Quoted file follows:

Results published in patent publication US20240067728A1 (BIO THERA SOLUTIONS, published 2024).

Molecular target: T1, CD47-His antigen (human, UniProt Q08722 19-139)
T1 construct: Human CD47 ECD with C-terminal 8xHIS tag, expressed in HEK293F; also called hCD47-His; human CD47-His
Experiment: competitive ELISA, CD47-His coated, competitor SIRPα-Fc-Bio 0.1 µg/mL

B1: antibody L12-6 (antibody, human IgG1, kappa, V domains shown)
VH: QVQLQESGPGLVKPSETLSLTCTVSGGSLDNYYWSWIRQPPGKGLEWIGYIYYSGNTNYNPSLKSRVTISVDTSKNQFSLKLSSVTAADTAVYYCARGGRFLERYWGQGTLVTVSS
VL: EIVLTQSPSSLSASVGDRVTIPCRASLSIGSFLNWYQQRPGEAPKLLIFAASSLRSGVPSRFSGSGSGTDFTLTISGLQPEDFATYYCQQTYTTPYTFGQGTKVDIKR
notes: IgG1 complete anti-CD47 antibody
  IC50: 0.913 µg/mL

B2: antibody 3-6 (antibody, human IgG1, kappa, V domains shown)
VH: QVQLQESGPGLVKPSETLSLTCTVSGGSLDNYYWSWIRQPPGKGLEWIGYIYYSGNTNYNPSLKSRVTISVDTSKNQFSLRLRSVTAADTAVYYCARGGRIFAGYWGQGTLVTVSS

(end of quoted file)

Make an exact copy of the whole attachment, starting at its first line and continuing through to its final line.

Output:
Results published in patent publication US20240067728A1 (BIO THERA SOLUTIONS, published 2024).

Molecular target: T1, CD47-His antigen (human, UniProt Q08722 19-139)
T1 construct: Human CD47 ECD with C-terminal 8xHIS tag, expressed in HEK293F; also called hCD47-His; human CD47-His
Experiment: competitive ELISA, CD47-His coated, competitor SIRPα-Fc-Bio 0.1 µg/mL

B1: antibody L12-6 (antibody, human IgG1, kappa, V domains shown)
VH: QVQLQESGPGLVKPSETLSLTCTVSGGSLDNYYWSWIRQPPGKGLEWIGYIYYSGNTNYNPSLKSRVTISVDTSKNQFSLKLSSVTAADTAVYYCARGGRFLERYWGQGTLVTVSS
VL: EIVLTQSPSSLSASVGDRVTIPCRASLSIGSFLNWYQQRPGEAPKLLIFAASSLRSGVPSRFSGSGSGTDFTLTISGLQPEDFATYYCQQTYTTPYTFGQGTKVDIKR
notes: IgG1 complete anti-CD47 antibody
  IC50: 0.913 µg/mL

B2: antibody 3-6 (antibody, human IgG1, kappa, V domains shown)
VH: QVQLQESGPGLVKPSETLSLTCTVSGGSLDNYYWSWIRQPPGKGLEWIGYIYYSGNTNYNPSLKSRVTISVDTSKNQFSLRLRSVTAADTAVYYCARGGRIFAGYWGQGTLVTVSS